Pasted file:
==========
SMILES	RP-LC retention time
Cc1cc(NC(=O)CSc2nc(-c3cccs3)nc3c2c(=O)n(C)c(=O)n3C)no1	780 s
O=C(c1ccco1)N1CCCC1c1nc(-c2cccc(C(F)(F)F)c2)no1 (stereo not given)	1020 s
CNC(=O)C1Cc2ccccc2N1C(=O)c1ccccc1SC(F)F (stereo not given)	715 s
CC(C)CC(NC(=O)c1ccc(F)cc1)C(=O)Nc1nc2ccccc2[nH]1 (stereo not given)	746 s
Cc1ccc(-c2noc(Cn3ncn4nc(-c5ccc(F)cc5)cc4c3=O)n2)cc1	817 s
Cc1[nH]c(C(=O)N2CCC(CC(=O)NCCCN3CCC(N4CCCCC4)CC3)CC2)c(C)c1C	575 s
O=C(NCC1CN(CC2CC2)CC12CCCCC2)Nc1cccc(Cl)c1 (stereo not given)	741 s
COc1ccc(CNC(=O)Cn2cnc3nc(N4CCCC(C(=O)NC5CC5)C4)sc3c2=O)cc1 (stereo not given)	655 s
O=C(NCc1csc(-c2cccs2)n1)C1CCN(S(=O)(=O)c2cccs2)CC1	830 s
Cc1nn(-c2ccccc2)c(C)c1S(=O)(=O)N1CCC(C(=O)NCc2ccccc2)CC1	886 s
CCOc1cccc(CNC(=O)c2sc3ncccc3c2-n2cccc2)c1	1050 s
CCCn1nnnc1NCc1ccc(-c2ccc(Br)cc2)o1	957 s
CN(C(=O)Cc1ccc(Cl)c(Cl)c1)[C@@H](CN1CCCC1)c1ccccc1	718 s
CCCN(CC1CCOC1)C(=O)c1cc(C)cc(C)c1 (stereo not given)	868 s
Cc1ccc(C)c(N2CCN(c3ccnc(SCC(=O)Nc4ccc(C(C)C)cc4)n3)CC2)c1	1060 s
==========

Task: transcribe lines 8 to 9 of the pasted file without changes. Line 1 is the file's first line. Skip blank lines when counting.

O=C(NCC1CN(CC2CC2)CC12CCCCC2)Nc1cccc(Cl)c1 (stereo not given)	741 s
COc1ccc(CNC(=O)Cn2cnc3nc(N4CCCC(C(=O)NC5CC5)C4)sc3c2=O)cc1 (stereo not given)	655 s